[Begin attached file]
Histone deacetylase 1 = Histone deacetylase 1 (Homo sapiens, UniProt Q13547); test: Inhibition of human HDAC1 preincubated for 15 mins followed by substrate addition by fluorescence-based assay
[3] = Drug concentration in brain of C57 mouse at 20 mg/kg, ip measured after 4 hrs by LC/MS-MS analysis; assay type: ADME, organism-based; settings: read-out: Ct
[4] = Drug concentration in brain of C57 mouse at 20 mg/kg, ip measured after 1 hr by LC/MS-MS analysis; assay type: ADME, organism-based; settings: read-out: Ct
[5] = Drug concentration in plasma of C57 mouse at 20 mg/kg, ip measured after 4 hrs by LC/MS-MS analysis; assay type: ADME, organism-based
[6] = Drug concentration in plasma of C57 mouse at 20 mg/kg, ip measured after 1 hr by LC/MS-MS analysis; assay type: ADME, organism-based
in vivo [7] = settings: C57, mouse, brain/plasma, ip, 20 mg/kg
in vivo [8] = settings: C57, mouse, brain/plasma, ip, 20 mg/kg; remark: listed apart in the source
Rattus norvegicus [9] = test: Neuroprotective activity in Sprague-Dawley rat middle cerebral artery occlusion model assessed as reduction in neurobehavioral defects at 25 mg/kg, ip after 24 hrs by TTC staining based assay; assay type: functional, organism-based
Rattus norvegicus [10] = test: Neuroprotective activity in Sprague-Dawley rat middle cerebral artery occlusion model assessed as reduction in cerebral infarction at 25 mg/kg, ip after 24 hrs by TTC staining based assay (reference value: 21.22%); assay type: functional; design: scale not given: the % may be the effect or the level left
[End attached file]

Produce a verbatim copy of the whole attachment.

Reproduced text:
Histone deacetylase 1 = Histone deacetylase 1 (Homo sapiens, UniProt Q13547); test: Inhibition of human HDAC1 preincubated for 15 mins followed by substrate addition by fluorescence-based assay
[3] = Drug concentration in brain of C57 mouse at 20 mg/kg, ip measured after 4 hrs by LC/MS-MS analysis; assay type: ADME, organism-based; settings: read-out: Ct
[4] = Drug concentration in brain of C57 mouse at 20 mg/kg, ip measured after 1 hr by LC/MS-MS analysis; assay type: ADME, organism-based; settings: read-out: Ct
[5] = Drug concentration in plasma of C57 mouse at 20 mg/kg, ip measured after 4 hrs by LC/MS-MS analysis; assay type: ADME, organism-based
[6] = Drug concentration in plasma of C57 mouse at 20 mg/kg, ip measured after 1 hr by LC/MS-MS analysis; assay type: ADME, organism-based
in vivo [7] = settings: C57, mouse, brain/plasma, ip, 20 mg/kg
in vivo [8] = settings: C57, mouse, brain/plasma, ip, 20 mg/kg; remark: listed apart in the source
Rattus norvegicus [9] = test: Neuroprotective activity in Sprague-Dawley rat middle cerebral artery occlusion model assessed as reduction in neurobehavioral defects at 25 mg/kg, ip after 24 hrs by TTC staining based assay; assay type: functional, organism-based
Rattus norvegicus [10] = test: Neuroprotective activity in Sprague-Dawley rat middle cerebral artery occlusion model assessed as reduction in cerebral infarction at 25 mg/kg, ip after 24 hrs by TTC staining based assay (reference value: 21.22%); assay type: functional; design: scale not given: the % may be the effect or the level left